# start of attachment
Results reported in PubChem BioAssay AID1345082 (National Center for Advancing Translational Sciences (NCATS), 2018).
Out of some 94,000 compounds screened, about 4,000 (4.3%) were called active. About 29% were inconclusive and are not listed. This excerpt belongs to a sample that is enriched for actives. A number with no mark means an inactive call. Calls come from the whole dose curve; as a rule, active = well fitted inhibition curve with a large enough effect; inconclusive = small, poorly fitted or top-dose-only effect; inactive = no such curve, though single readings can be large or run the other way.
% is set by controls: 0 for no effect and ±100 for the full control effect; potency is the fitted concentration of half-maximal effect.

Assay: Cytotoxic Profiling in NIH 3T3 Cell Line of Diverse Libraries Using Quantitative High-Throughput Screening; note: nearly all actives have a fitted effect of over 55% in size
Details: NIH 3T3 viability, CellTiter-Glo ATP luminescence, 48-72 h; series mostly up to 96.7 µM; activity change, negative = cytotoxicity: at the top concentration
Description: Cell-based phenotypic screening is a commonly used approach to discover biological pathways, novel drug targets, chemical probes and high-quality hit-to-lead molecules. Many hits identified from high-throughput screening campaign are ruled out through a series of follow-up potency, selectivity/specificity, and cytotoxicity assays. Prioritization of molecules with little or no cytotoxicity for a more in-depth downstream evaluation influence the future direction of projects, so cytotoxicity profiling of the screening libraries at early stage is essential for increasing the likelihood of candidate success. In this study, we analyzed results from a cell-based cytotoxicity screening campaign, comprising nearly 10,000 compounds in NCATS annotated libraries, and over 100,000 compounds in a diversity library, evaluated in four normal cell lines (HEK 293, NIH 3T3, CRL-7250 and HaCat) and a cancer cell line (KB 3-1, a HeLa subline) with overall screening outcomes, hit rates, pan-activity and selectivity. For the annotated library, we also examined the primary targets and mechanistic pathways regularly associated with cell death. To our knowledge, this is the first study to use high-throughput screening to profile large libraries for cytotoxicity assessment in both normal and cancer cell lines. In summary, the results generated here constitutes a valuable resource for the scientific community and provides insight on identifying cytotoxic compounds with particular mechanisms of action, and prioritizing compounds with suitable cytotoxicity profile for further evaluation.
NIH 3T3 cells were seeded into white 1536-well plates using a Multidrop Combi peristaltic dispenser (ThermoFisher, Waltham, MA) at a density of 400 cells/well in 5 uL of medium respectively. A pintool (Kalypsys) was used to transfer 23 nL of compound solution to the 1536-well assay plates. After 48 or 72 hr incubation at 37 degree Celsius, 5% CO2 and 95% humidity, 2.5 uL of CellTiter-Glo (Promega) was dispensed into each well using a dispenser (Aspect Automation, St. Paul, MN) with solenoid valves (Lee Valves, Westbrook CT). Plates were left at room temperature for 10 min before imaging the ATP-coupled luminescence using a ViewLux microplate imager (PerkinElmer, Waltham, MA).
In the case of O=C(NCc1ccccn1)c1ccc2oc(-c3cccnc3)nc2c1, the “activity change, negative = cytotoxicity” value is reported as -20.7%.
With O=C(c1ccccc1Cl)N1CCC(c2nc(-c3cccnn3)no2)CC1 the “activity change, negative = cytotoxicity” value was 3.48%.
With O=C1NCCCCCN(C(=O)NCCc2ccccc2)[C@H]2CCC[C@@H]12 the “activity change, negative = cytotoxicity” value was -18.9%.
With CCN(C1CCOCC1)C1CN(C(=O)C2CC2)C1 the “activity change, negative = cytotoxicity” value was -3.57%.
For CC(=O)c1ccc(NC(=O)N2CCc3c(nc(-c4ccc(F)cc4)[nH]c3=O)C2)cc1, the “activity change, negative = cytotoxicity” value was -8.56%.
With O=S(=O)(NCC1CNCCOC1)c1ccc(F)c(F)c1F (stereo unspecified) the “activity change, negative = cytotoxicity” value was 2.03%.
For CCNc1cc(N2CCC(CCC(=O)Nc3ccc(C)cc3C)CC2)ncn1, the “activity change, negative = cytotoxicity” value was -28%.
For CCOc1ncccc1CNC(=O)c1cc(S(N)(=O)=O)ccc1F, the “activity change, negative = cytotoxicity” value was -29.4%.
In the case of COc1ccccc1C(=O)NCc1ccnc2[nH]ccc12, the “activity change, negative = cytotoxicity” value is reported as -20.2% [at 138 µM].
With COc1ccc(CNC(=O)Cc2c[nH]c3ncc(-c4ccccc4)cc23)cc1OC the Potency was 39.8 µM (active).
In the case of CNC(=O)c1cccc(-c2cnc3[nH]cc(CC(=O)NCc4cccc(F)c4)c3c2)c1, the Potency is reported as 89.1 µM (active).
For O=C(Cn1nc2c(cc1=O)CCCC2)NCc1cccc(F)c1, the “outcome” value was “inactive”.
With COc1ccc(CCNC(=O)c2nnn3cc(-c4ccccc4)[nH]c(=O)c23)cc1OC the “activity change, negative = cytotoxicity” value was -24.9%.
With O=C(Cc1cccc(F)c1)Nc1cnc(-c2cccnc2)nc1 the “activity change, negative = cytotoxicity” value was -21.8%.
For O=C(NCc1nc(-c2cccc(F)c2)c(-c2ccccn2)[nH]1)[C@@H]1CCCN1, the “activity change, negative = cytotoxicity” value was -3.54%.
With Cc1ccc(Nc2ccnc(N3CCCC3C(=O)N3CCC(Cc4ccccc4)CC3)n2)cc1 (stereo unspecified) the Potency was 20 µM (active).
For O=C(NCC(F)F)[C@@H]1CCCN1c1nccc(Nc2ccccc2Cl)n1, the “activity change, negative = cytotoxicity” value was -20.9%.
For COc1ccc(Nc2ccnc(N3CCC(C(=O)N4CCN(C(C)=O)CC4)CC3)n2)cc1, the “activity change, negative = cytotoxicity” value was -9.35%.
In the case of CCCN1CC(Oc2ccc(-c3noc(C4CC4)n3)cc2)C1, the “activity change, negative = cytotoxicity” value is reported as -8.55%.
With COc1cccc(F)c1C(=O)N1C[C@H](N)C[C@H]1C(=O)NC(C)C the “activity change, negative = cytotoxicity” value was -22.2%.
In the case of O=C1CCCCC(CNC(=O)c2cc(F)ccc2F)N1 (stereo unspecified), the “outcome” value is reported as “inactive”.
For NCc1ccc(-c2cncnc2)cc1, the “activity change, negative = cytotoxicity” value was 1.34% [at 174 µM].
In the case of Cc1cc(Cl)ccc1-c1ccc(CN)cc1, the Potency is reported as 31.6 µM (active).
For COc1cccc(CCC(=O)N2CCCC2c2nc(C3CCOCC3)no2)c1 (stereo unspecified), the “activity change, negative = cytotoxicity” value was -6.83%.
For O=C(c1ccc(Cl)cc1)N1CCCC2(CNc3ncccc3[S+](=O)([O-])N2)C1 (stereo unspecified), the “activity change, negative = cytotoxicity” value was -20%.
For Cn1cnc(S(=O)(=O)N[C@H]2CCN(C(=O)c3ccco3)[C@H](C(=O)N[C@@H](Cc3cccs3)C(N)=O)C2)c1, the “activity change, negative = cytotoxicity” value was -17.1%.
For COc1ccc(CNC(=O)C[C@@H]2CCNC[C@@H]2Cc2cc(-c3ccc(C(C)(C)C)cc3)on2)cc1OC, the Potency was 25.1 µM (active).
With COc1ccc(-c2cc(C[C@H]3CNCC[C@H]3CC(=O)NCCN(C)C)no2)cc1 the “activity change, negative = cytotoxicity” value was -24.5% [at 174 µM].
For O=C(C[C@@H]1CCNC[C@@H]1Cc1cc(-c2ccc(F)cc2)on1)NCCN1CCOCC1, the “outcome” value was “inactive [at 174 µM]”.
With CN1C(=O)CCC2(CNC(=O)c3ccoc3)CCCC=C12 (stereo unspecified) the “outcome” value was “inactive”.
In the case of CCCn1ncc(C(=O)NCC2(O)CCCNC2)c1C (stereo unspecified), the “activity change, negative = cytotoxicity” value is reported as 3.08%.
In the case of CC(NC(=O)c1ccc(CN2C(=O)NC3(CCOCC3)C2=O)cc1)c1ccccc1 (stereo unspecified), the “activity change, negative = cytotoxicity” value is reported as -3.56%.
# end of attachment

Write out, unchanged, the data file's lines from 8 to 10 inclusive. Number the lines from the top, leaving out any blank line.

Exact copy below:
In the case of O=C(NCc1ccccn1)c1ccc2oc(-c3cccnc3)nc2c1, the “activity change, negative = cytotoxicity” value is reported as -20.7%.
With O=C(c1ccccc1Cl)N1CCC(c2nc(-c3cccnn3)no2)CC1 the “activity change, negative = cytotoxicity” value was 3.48%.
With O=C1NCCCCCN(C(=O)NCCc2ccccc2)[C@H]2CCC[C@@H]12 the “activity change, negative = cytotoxicity” value was -18.9%.